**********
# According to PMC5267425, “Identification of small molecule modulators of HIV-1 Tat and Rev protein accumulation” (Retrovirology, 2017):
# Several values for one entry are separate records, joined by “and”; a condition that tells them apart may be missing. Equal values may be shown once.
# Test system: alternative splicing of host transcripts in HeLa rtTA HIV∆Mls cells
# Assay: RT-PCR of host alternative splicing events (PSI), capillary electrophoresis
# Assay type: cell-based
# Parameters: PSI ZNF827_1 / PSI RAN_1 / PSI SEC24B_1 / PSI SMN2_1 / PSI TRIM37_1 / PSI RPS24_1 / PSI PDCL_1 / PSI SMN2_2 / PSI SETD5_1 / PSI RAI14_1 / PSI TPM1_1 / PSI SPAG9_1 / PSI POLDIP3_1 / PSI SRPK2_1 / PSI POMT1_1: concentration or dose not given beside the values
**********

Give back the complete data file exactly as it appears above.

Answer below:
# According to PMC5267425, “Identification of small molecule modulators of HIV-1 Tat and Rev protein accumulation” (Retrovirology, 2017):
# Several values for one entry are separate records, joined by “and”; a condition that tells them apart may be missing. Equal values may be shown once.
# Test system: alternative splicing of host transcripts in HeLa rtTA HIV∆Mls cells
# Assay: RT-PCR of host alternative splicing events (PSI), capillary electrophoresis
# Assay type: cell-based
# Parameters: PSI ZNF827_1 / PSI RAN_1 / PSI SEC24B_1 / PSI SMN2_1 / PSI TRIM37_1 / PSI RPS24_1 / PSI PDCL_1 / PSI SMN2_2 / PSI SETD5_1 / PSI RAI14_1 / PSI TPM1_1 / PSI SPAG9_1 / PSI POLDIP3_1 / PSI SRPK2_1 / PSI POMT1_1: concentration or dose not given beside the values